Mast Plug

The next step was actually cutting down the mast. I used a 200-tooth aluminum and plastic blade on a miter saw to get a clean and square cut on the mast.

Cut down Mast

The final step was mounting the vang blocks to the plate near the base of the mast and then actually re-rigging everything that had been taken apart.

Rigged

With the mast being .75″ taller than it was, I’m sure it needs to be re-measured and adjusted. The mast collar had to be adjusted just a bit so it hit the boat in the right spot. We’re just happy to be able to sail it and to extend the life of the boat a little bit longer.

Mast Collar

Huge thanks to Marcus Ward for the idea, Stan Deutsch for the help and tools, and Frank Hoos for milling the mast base.

MORE PICTURES

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2021 ILCA District 11 Championship: Sunday

ILCA Dinghies rigged at NYCC
Rigging at NYCC

The forecast for Sunday of the ILCA District 11 Championship at Norfolk Yacht and Country Club called for a little better wind than we had yesterday. Being tied in points with 2nd place and a few points behind the leader with a few folks just a couple points behind me, I had to have a good day with top 3 finishes to stay on the podium.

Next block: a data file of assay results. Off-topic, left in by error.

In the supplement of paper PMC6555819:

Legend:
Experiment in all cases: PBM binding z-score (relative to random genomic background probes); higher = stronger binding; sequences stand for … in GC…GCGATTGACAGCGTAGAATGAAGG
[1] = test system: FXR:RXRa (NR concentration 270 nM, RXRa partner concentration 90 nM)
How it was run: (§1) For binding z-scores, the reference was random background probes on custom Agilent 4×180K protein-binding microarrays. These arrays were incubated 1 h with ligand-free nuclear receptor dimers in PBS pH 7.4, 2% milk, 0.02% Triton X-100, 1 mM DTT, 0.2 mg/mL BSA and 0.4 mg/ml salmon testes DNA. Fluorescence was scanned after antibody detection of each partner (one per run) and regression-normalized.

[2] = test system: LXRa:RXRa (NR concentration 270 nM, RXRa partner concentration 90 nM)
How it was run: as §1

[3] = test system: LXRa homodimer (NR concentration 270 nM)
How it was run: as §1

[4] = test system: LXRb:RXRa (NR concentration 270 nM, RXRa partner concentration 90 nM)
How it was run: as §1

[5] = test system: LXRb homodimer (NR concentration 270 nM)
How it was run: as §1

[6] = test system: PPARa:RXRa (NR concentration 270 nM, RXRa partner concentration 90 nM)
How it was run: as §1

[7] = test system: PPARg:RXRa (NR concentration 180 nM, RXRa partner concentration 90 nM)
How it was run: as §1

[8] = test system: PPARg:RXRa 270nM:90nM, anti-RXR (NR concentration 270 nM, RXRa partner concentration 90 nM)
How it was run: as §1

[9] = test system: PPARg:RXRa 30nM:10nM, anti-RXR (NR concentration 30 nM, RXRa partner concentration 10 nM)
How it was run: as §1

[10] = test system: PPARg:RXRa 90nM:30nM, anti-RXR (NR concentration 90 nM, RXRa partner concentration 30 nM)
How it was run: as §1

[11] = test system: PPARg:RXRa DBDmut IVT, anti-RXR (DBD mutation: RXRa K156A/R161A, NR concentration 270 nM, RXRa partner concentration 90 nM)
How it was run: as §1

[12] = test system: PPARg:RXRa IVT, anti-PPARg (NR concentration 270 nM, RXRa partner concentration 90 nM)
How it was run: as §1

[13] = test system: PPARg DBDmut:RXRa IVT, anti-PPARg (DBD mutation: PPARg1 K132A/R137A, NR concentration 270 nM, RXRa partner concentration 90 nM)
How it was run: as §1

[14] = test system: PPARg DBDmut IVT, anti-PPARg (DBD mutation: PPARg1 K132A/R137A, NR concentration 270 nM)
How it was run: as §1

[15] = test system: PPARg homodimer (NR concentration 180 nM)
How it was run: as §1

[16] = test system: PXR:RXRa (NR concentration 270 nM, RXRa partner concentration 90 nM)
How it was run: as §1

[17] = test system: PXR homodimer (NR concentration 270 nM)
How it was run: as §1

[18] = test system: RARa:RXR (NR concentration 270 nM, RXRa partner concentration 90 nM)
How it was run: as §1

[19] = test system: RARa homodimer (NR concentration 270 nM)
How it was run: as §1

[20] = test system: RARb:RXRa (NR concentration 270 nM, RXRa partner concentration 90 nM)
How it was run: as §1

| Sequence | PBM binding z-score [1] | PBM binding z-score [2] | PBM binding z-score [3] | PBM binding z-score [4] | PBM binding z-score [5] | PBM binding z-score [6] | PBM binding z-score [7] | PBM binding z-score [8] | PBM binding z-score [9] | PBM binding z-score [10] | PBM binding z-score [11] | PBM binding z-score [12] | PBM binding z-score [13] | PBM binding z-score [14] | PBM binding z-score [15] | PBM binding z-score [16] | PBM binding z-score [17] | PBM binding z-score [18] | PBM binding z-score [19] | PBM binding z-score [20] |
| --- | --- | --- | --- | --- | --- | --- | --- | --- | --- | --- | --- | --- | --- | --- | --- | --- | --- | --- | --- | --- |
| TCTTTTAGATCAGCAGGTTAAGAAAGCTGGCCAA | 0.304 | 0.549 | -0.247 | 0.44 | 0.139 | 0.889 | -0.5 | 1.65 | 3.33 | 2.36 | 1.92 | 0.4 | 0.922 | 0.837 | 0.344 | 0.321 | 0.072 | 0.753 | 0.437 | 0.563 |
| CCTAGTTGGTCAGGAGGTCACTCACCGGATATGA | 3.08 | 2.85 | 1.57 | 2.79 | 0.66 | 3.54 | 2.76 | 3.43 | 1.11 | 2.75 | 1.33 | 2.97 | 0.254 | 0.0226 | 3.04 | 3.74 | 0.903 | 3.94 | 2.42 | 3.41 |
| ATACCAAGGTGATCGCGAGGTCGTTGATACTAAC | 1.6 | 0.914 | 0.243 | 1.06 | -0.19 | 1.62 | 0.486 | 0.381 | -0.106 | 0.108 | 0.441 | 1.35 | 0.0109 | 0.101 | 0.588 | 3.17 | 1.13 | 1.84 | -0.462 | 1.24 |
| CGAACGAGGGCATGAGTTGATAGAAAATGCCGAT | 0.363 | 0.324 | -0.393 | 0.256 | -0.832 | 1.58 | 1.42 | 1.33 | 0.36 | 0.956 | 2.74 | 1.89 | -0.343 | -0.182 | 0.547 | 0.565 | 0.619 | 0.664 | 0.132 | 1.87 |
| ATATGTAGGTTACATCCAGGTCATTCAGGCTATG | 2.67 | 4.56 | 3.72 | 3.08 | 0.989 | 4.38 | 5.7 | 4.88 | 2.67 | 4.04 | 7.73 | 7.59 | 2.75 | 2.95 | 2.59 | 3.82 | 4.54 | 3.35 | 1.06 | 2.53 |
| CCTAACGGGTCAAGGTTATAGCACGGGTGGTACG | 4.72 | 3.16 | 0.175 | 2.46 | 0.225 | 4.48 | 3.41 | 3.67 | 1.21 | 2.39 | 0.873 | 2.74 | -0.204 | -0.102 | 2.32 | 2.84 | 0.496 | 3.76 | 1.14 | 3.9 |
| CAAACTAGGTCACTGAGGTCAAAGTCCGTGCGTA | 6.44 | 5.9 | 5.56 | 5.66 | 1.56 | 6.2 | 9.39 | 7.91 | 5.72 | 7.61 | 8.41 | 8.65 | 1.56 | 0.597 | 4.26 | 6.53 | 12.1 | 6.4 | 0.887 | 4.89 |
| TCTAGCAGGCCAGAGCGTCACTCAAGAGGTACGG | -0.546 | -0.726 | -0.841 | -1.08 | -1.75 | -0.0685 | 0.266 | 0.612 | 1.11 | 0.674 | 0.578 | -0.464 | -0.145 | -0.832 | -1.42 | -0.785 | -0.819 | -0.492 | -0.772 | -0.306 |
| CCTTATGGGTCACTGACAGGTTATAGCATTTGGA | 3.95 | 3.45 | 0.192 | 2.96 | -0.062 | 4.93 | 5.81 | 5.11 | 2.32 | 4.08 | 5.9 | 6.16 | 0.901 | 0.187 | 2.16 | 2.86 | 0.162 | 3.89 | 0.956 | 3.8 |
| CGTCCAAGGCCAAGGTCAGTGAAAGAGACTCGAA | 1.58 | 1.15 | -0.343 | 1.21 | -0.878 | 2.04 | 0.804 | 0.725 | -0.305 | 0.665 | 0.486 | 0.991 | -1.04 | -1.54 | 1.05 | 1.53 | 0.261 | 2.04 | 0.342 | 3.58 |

A crowd at the race 1 finish
Crowd at race 1 finish

The pressure to finish well put only a little pressure on the first race to have a good start – only I started too well and was called over early and had to go back. Just as I cleared myself and turned to go back upwind the tiller extension popped out of the tiller and I had to stop and fix it. The vang also fell out of the boom and I was able to fix that once I was going upwind. So I started about 15-20 lengths behind everyone and just looked for a clear lane and tried to go fast. I caught some shifts and came in on port at the weather mark, ducked a few boats and rounded around 6-7. Downwind I stayed to the right and started working the boat in the waves and puffs, stayed away from the other boats that were in each others’ air and went around all of them. I was first to the leeward mark and I held onto that for the 2nd lap to win it. What an exciting way to start the day!